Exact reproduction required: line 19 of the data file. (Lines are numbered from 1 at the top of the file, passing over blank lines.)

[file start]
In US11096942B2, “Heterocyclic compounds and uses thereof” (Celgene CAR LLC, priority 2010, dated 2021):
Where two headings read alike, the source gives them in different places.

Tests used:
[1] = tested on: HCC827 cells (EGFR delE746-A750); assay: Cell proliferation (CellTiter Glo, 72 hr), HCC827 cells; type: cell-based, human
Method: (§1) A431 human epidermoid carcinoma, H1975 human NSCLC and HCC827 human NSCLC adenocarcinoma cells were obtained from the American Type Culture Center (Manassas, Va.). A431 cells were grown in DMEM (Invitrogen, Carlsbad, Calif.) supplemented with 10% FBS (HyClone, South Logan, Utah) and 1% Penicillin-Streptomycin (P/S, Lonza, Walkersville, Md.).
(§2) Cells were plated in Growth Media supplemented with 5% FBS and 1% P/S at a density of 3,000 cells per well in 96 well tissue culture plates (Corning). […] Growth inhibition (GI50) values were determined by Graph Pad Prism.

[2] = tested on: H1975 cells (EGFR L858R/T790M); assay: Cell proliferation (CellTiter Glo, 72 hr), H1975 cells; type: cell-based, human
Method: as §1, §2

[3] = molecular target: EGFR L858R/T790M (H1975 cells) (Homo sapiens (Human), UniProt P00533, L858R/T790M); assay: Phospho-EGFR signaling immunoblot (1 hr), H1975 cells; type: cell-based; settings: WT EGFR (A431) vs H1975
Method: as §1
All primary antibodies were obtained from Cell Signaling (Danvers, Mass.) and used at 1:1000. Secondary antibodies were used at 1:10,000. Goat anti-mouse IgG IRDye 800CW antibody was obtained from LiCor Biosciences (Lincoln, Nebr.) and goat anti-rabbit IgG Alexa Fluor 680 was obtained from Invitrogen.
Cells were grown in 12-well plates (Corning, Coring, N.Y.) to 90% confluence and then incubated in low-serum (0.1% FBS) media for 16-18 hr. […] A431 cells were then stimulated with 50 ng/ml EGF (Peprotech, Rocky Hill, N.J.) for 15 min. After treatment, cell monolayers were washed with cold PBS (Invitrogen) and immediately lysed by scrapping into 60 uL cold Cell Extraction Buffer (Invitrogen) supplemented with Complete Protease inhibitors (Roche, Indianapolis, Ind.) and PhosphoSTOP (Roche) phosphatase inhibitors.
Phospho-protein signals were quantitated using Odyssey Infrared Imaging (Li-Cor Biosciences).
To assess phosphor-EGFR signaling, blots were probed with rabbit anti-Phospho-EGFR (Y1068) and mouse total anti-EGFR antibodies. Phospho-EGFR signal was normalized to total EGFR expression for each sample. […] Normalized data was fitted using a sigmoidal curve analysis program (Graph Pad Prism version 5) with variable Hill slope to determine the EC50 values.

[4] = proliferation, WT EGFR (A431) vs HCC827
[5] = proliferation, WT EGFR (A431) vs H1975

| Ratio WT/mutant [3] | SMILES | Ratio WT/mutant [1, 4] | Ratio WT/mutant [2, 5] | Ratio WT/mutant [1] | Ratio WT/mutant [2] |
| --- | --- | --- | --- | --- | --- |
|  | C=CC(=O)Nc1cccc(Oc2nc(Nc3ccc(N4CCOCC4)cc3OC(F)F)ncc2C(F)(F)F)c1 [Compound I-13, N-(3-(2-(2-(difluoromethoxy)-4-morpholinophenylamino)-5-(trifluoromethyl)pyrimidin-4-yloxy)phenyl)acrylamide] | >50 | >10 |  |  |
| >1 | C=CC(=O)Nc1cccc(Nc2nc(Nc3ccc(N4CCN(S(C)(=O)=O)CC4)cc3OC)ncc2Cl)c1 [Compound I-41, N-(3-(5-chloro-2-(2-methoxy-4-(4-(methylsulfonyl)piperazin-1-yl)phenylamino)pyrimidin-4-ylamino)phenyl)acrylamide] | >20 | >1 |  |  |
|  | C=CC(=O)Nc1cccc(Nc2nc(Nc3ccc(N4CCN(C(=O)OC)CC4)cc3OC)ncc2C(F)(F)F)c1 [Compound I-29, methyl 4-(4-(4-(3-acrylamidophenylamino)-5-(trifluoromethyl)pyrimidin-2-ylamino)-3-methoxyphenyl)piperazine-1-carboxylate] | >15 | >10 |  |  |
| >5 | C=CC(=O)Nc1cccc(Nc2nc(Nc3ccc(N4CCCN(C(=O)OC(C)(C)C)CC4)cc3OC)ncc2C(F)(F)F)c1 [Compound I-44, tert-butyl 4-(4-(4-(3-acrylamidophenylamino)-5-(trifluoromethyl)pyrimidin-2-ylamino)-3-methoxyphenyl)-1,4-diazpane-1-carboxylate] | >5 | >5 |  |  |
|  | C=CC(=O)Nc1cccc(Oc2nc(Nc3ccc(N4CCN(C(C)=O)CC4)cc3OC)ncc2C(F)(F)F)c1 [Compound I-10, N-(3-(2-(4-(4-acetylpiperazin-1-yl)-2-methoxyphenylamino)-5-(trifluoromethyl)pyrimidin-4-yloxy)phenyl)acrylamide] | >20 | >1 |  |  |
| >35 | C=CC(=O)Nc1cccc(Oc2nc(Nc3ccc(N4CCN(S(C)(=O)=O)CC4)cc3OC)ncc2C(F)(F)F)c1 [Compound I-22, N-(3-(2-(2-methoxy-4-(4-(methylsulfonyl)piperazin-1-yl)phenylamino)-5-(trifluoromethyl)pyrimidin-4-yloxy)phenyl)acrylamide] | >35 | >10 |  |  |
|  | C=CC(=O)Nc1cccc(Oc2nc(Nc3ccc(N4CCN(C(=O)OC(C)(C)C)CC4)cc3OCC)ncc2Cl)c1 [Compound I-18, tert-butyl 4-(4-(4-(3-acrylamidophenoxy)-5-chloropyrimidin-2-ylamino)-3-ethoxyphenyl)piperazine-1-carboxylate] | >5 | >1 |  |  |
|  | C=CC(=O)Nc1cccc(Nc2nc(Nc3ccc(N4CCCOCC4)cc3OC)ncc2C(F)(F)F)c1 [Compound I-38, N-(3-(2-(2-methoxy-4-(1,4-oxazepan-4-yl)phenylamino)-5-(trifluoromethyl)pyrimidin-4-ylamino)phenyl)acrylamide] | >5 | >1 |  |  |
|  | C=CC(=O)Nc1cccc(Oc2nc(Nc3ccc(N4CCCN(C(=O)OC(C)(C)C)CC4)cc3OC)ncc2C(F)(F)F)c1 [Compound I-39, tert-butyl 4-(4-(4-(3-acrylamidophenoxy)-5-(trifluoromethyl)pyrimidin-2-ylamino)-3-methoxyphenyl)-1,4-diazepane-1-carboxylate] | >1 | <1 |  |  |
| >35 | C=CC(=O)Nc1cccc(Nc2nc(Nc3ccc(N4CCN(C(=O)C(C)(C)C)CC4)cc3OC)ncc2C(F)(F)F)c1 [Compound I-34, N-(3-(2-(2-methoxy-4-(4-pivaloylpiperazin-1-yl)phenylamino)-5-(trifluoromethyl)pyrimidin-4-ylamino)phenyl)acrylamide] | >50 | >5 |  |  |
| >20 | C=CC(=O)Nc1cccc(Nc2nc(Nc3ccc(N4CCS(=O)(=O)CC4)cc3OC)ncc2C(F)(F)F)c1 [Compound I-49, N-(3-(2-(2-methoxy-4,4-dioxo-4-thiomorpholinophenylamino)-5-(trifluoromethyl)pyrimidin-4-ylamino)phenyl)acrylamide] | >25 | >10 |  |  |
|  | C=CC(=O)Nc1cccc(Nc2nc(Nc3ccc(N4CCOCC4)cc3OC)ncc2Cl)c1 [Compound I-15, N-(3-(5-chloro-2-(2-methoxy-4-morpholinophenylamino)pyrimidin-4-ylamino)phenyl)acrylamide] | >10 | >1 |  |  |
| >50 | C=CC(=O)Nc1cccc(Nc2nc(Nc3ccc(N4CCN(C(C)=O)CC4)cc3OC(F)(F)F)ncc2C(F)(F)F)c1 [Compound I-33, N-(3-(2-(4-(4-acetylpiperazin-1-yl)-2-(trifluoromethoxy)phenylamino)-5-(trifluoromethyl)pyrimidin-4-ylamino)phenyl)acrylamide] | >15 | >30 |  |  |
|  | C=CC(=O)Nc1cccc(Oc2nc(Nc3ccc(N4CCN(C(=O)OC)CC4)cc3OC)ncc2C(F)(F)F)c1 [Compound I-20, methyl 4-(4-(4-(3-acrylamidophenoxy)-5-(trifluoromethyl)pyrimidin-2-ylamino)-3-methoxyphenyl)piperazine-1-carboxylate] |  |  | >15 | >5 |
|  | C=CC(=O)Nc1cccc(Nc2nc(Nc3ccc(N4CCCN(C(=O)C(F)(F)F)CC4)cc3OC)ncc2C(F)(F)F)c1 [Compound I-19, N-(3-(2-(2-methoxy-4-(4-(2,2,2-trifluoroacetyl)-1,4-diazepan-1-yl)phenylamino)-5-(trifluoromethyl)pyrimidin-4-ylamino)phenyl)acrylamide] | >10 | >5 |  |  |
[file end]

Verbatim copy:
|  | C=CC(=O)Nc1cccc(Oc2nc(Nc3ccc(N4CCOCC4)cc3OC(F)F)ncc2C(F)(F)F)c1 [Compound I-13, N-(3-(2-(2-(difluoromethoxy)-4-morpholinophenylamino)-5-(trifluoromethyl)pyrimidin-4-yloxy)phenyl)acrylamide] | >50 | >10 |  |  |